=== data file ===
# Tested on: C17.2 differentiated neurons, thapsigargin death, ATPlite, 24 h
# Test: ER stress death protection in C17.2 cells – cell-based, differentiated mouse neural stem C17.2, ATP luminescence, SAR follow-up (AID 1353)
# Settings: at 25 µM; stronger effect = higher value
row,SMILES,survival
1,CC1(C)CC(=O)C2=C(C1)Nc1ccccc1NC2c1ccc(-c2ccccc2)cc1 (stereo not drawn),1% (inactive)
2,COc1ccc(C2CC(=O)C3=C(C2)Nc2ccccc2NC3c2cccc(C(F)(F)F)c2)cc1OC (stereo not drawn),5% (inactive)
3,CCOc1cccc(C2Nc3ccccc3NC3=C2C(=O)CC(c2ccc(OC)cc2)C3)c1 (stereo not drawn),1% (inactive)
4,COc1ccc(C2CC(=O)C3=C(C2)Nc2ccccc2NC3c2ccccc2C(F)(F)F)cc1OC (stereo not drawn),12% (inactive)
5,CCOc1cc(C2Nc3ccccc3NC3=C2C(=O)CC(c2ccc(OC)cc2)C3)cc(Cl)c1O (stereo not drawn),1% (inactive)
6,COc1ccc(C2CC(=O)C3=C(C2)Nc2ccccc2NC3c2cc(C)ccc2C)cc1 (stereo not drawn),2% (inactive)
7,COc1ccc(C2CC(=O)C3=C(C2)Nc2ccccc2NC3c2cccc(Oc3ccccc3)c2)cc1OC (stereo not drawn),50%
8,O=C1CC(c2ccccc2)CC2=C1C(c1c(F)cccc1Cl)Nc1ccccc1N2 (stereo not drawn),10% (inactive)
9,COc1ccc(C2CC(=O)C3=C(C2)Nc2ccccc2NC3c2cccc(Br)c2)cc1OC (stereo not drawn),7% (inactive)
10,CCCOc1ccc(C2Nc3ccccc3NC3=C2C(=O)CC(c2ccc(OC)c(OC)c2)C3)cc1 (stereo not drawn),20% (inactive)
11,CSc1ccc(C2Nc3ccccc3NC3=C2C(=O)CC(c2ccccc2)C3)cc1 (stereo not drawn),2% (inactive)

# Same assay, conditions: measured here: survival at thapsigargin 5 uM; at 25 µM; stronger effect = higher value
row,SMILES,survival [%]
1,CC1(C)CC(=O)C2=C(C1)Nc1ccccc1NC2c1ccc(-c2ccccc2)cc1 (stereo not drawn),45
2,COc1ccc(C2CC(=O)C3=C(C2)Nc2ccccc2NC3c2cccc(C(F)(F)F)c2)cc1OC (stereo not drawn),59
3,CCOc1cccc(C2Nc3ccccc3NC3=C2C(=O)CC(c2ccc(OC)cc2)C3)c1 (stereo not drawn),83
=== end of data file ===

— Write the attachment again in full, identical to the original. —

# Tested on: C17.2 differentiated neurons, thapsigargin death, ATPlite, 24 h
# Test: ER stress death protection in C17.2 cells – cell-based, differentiated mouse neural stem C17.2, ATP luminescence, SAR follow-up (AID 1353)
# Settings: at 25 µM; stronger effect = higher value
row,SMILES,survival
1,CC1(C)CC(=O)C2=C(C1)Nc1ccccc1NC2c1ccc(-c2ccccc2)cc1 (stereo not drawn),1% (inactive)
2,COc1ccc(C2CC(=O)C3=C(C2)Nc2ccccc2NC3c2cccc(C(F)(F)F)c2)cc1OC (stereo not drawn),5% (inactive)
3,CCOc1cccc(C2Nc3ccccc3NC3=C2C(=O)CC(c2ccc(OC)cc2)C3)c1 (stereo not drawn),1% (inactive)
4,COc1ccc(C2CC(=O)C3=C(C2)Nc2ccccc2NC3c2ccccc2C(F)(F)F)cc1OC (stereo not drawn),12% (inactive)
5,CCOc1cc(C2Nc3ccccc3NC3=C2C(=O)CC(c2ccc(OC)cc2)C3)cc(Cl)c1O (stereo not drawn),1% (inactive)
6,COc1ccc(C2CC(=O)C3=C(C2)Nc2ccccc2NC3c2cc(C)ccc2C)cc1 (stereo not drawn),2% (inactive)
7,COc1ccc(C2CC(=O)C3=C(C2)Nc2ccccc2NC3c2cccc(Oc3ccccc3)c2)cc1OC (stereo not drawn),50%
8,O=C1CC(c2ccccc2)CC2=C1C(c1c(F)cccc1Cl)Nc1ccccc1N2 (stereo not drawn),10% (inactive)
9,COc1ccc(C2CC(=O)C3=C(C2)Nc2ccccc2NC3c2cccc(Br)c2)cc1OC (stereo not drawn),7% (inactive)
10,CCCOc1ccc(C2Nc3ccccc3NC3=C2C(=O)CC(c2ccc(OC)c(OC)c2)C3)cc1 (stereo not drawn),20% (inactive)
11,CSc1ccc(C2Nc3ccccc3NC3=C2C(=O)CC(c2ccccc2)C3)cc1 (stereo not drawn),2% (inactive)

# Same assay, conditions: measured here: survival at thapsigargin 5 uM; at 25 µM; stronger effect = higher value
row,SMILES,survival [%]
1,CC1(C)CC(=O)C2=C(C1)Nc1ccccc1NC2c1ccc(-c2ccccc2)cc1 (stereo not drawn),45
2,COc1ccc(C2CC(=O)C3=C(C2)Nc2ccccc2NC3c2cccc(C(F)(F)F)c2)cc1OC (stereo not drawn),59
3,CCOc1cccc(C2Nc3ccccc3NC3=C2C(=O)CC(c2ccc(OC)cc2)C3)c1 (stereo not drawn),83